This is a series thoughts in my attempt to process a meeting at work where we discussed trans people and students in such an abstract way that I felt invisible.
To be trans is to be traumatized.
To come out is to choose authenticity but also to choose more trauma — not because you want it but because it is inevitable. When I am in public I am afraid of “looking too trans”. I am afraid of what people will say to me. I am afraid of what people will do to me. I am afraid that I only have myself to rely on or protect me. I feel alone.
This violence has never happened to me. But it happens to people like me, for being people like me, every day. I have accepted that I will face people who hate me before we have even met. I have accepted that because I need to in order to survive.
Part of coming out for many people is sharing your new name. Names hold power. To be trans is to take that power back. To fully attempt the human super power of self definition.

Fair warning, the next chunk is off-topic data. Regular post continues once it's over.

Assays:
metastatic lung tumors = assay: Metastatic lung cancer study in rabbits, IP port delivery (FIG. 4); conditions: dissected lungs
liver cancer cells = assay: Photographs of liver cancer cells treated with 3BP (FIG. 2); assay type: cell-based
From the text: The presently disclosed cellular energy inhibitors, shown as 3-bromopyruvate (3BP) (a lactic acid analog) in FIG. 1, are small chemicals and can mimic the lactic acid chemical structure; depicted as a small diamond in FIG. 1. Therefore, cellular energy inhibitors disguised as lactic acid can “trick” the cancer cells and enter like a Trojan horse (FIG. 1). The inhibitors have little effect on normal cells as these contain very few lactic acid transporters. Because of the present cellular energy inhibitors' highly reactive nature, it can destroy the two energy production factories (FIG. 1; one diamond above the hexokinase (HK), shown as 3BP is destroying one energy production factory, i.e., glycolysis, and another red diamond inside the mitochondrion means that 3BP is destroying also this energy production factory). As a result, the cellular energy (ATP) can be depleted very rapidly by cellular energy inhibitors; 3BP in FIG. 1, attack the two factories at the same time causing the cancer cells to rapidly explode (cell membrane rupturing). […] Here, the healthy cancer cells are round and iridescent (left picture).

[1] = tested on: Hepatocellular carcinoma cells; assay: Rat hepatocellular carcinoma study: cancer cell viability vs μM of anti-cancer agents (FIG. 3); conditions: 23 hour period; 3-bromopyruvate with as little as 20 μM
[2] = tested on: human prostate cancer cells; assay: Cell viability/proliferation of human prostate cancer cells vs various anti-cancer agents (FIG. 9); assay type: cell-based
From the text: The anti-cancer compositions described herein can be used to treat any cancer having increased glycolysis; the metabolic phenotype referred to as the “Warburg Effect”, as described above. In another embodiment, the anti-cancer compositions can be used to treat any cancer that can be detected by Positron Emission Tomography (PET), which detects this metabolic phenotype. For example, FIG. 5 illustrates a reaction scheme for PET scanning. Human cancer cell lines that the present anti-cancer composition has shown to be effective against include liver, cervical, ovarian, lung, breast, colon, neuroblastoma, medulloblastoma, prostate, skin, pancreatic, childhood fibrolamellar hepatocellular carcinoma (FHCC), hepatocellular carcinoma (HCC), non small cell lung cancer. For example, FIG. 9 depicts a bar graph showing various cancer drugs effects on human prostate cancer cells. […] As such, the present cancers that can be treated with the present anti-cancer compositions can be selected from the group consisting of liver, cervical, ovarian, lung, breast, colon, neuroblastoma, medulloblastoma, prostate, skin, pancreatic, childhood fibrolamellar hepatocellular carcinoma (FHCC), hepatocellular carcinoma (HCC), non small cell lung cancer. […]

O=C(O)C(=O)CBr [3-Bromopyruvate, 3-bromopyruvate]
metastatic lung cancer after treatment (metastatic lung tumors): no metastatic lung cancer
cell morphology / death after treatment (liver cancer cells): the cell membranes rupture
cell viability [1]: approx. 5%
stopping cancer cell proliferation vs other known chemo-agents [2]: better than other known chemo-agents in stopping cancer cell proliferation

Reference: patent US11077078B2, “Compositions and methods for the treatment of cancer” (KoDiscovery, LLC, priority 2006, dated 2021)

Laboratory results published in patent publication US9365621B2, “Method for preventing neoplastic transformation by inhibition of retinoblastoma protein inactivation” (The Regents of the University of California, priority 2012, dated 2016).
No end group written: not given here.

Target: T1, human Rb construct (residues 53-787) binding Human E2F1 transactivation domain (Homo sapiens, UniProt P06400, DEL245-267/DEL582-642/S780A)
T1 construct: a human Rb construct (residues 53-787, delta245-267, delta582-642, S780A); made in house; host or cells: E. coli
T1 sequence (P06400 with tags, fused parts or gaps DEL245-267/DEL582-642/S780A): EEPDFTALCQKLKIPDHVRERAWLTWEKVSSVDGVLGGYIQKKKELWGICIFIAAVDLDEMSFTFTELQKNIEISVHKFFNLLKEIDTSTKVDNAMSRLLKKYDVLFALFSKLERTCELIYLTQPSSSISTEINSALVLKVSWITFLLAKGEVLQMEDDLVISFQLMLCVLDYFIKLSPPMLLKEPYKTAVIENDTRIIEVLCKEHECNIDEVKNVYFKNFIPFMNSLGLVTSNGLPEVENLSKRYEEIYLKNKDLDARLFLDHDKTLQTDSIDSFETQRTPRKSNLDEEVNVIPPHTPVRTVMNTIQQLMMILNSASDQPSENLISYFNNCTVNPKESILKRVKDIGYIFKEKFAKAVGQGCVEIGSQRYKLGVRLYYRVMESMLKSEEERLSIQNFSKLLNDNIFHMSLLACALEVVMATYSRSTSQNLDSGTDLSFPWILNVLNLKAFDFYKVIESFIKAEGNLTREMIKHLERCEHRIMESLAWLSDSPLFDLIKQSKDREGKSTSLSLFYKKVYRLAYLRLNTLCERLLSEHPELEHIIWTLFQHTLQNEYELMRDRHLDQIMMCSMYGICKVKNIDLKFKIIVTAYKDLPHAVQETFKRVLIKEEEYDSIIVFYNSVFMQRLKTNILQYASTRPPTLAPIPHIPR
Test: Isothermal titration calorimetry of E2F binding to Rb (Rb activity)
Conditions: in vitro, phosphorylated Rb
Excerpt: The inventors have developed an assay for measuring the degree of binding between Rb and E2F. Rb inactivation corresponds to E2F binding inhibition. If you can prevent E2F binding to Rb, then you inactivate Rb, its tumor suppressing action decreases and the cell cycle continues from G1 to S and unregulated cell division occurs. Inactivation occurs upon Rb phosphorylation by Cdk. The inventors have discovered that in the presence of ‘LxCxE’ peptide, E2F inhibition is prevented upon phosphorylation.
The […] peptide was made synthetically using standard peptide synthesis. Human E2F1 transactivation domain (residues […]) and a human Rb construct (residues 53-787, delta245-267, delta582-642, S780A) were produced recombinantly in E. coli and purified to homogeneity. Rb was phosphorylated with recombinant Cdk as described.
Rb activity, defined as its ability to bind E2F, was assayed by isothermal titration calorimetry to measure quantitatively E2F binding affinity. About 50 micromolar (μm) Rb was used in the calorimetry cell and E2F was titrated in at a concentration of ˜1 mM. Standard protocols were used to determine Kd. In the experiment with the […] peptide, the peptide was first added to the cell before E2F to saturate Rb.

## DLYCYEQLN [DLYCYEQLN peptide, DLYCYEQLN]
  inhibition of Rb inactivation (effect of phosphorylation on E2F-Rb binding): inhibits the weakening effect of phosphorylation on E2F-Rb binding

There is so much in changing a name or pronouns.
It is not a small or a quick decision.
It is a decision filled with anxiety and pain and stress. Asking for this change is an incredibly difficult step for a student to take. It is one that is not taken without a tremendous amount of thought and consideration. To choose to come out as trans is to choose to have to prove that you know yourself better than anyone else does, to a judge to a doctor to a school. And to have to prove that over and over and over.
And to, after all this pain and anguish and celebration of making it to the moment of living in truth, be told that the “official record” is more important than your lived experience is detrimental to someone’s sense of self and belonging.
A document with name your parents chose before they even met you is somehow more official than one that you labored over and tested and changed and finally found something that made you feel whole. I don’t understand.
To choose to dead name someone is to tell someone that you don’t care about the pain and trauma and bravery and hatred and joy that got them to this point. It is to say that your comfort is more important than this person’s personhood. We cannot do that to students.